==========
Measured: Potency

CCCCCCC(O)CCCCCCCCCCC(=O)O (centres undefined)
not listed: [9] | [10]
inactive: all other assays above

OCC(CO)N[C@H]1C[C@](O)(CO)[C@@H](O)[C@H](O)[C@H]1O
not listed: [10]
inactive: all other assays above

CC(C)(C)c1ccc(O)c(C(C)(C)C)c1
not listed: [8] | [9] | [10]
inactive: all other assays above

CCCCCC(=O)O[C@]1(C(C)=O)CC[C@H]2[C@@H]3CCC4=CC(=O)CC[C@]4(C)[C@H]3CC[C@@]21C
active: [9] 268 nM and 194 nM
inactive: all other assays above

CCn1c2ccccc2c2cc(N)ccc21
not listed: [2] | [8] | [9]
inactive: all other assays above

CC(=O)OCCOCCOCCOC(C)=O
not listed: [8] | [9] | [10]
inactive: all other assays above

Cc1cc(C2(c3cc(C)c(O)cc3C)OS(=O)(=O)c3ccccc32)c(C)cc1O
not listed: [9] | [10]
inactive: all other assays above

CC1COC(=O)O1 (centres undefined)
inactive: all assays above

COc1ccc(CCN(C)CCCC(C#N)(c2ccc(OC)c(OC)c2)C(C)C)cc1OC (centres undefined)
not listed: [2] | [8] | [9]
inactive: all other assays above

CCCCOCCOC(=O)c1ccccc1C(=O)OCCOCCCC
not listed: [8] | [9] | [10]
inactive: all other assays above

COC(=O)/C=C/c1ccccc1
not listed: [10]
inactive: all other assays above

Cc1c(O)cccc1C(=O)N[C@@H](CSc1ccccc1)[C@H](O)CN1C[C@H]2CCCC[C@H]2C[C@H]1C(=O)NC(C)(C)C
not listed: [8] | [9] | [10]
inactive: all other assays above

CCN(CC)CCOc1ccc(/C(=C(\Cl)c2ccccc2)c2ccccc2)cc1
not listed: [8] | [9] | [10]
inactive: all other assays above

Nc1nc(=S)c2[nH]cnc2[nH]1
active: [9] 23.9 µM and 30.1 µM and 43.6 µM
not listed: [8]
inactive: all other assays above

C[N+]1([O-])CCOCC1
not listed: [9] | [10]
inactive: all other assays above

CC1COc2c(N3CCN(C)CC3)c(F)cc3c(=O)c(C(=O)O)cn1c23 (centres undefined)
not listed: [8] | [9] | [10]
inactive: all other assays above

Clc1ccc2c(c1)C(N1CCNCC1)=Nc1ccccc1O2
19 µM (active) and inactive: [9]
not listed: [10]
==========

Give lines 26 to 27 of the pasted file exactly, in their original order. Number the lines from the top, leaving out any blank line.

not listed: [2] | [8] | [9]
inactive: all other assays above